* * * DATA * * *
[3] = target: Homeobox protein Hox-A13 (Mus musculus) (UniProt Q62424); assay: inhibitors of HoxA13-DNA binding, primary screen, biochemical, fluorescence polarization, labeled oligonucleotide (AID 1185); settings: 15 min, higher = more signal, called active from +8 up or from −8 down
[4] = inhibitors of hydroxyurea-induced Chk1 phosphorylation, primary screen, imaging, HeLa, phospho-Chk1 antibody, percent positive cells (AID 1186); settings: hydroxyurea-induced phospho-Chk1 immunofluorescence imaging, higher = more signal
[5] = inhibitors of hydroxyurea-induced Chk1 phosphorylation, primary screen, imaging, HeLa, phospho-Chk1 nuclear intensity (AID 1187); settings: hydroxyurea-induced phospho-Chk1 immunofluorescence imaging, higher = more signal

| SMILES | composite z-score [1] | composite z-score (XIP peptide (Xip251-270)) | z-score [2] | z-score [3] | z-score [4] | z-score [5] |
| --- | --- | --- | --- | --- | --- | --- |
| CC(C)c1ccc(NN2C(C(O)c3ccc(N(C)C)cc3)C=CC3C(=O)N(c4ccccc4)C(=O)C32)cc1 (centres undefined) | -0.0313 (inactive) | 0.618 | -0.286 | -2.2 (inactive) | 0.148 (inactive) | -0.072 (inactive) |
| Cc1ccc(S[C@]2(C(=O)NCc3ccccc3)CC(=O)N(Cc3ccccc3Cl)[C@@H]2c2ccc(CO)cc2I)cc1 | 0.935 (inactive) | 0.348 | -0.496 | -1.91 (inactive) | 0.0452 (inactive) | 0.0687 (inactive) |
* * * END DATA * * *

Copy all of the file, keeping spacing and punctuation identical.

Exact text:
[3] = target: Homeobox protein Hox-A13 (Mus musculus) (UniProt Q62424); assay: inhibitors of HoxA13-DNA binding, primary screen, biochemical, fluorescence polarization, labeled oligonucleotide (AID 1185); settings: 15 min, higher = more signal, called active from +8 up or from −8 down
[4] = inhibitors of hydroxyurea-induced Chk1 phosphorylation, primary screen, imaging, HeLa, phospho-Chk1 antibody, percent positive cells (AID 1186); settings: hydroxyurea-induced phospho-Chk1 immunofluorescence imaging, higher = more signal
[5] = inhibitors of hydroxyurea-induced Chk1 phosphorylation, primary screen, imaging, HeLa, phospho-Chk1 nuclear intensity (AID 1187); settings: hydroxyurea-induced phospho-Chk1 immunofluorescence imaging, higher = more signal

| SMILES | composite z-score [1] | composite z-score (XIP peptide (Xip251-270)) | z-score [2] | z-score [3] | z-score [4] | z-score [5] |
| --- | --- | --- | --- | --- | --- | --- |
| CC(C)c1ccc(NN2C(C(O)c3ccc(N(C)C)cc3)C=CC3C(=O)N(c4ccccc4)C(=O)C32)cc1 (centres undefined) | -0.0313 (inactive) | 0.618 | -0.286 | -2.2 (inactive) | 0.148 (inactive) | -0.072 (inactive) |
| Cc1ccc(S[C@]2(C(=O)NCc3ccccc3)CC(=O)N(Cc3ccccc3Cl)[C@@H]2c2ccc(CO)cc2I)cc1 | 0.935 (inactive) | 0.348 | -0.496 | -1.91 (inactive) | 0.0452 (inactive) | 0.0687 (inactive) |